The Wizarding World of Harry Potter: Inside the Franchise at Universal Orlando

Lisa Fritscher May 11, 2014 No Comments

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Hogsmeade Skyline

The village of Hogsmeade has a distinctive skyline.

When author J.K. Rowling burst onto the scene in 1997, no one expected the Harry Potter frenzy that was to follow. As of 2013, the seven-book series had sold nearly 450 million copies, and had been translated into a stunning 73 languages. The film series is the highest-grossing of all time, making $7.7 billion dollars in theater receipts worldwide.

In the early 2000s, Disney and Universal entered a fierce bidding war for the rights to bring Harry and his friends to the theme parks. As a bigger entity with a legendary reputation, it seemed nearly certain that Disney would win the war. They nearly succeeded in 2003, but could not come to an agreement with Rowling about the scale and scope of the project. In 2007, Universal announced to a stunned public that it had won the exclusive theme park rights to the Harry Potter franchise.

 

Bringing Harry Potter to Life
Speculation ran rampant over the next three years as Universal, Rowling, and the film and book rights holders tried to clamp down on spoilers. The rumor mill pressed on, and some of the predictions turned out to be highly accurate. But nothing could have prepared the fans for the spectacle that awaited them.

The Wizarding World of Harry Potter opened at Universal Orlando’s Islands of Adventure on June 8, 2010. I was not able to attend, as Dad and I were RVing around the American Southwest, but from all reports, the Grand Opening was a phenomenal success. With appearances by some of the films’ most iconic stars and an opening ceremony that was broadcast worldwide, some fans lined up as early as midnight the night before. By late morning, the line to get into the Wizarding World was eight hours long! Though tempers occasionally flared as guests waited in the near-recordbreaking summer heat, almost all agreed that the Wizarding World was worth the hassles.

 

Hogwarts Portrait Gallery

Be sure to check out the lovingly recreated Hogwarts, including the Portrait Gallery seen here, even if your kids are too small for the ride.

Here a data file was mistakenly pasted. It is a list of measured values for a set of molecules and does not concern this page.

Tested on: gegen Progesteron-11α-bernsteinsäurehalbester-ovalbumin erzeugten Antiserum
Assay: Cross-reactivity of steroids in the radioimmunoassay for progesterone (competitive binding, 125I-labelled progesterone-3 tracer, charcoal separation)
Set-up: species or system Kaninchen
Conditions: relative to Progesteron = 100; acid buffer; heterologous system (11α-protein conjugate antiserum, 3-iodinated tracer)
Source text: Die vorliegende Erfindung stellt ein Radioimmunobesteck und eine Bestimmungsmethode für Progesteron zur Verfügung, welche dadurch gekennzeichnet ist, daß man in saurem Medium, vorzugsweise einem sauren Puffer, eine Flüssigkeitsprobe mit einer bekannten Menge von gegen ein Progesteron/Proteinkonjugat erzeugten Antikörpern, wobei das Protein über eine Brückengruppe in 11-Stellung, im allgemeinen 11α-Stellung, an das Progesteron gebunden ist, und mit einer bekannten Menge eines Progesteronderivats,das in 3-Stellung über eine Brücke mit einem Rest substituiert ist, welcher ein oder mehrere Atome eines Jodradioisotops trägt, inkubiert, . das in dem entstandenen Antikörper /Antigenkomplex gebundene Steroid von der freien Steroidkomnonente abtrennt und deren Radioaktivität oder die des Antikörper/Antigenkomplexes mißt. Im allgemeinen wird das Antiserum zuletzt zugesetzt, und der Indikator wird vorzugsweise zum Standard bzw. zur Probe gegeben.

Phase One: Hogsmeade
Located part of the Lost Continent section of Islands of Adventure, the first phase of the Wizarding World replicates Hogsmeade, the magical village that plays an important role in the books and films. With a skyline dominated by Hogwarts Castle, the village is known for its winding pathways, shop windows filled with magical items, and a blend of age and mystery that perfectly captures the atmosphere of Hogsmeade as described in the films and novels.

The anchor attraction is Harry Potter and the Forbidden Journey, located inside Hogwarts Castle. The queue winds through the castle, which recreates many of the most iconic rooms from the stories. High-tech video projections featuring the film cast draw guests into the adventure that awaits them. Even if your kids are too small to meet the 48-inch height requirement for the ride, take them on a stroll through the queue. If you or they are big fans, consider letting other guests pass by while you soak in the details.

The ride uses KUKA robot arms to create a highly immersive experience in which four people, each with his own over-the-shoulder restraint system, sit along an enchanted bench. The bench, attached to a robot arm, is able to pivot, swerve and spin in any direction, creating a smooth ride that gives a realistic feeling of flight. The scenes use a combination of old dark ride traditions, high-tech motion simulation and high-definition projections to create what is arguably the most believable ride experience in the world. Interestingly, not only did Universal win exclusive theme park rights to Harry Potter, it also won an exclusive ten-year contract to use KUKA ride technology in U.S. theme parks.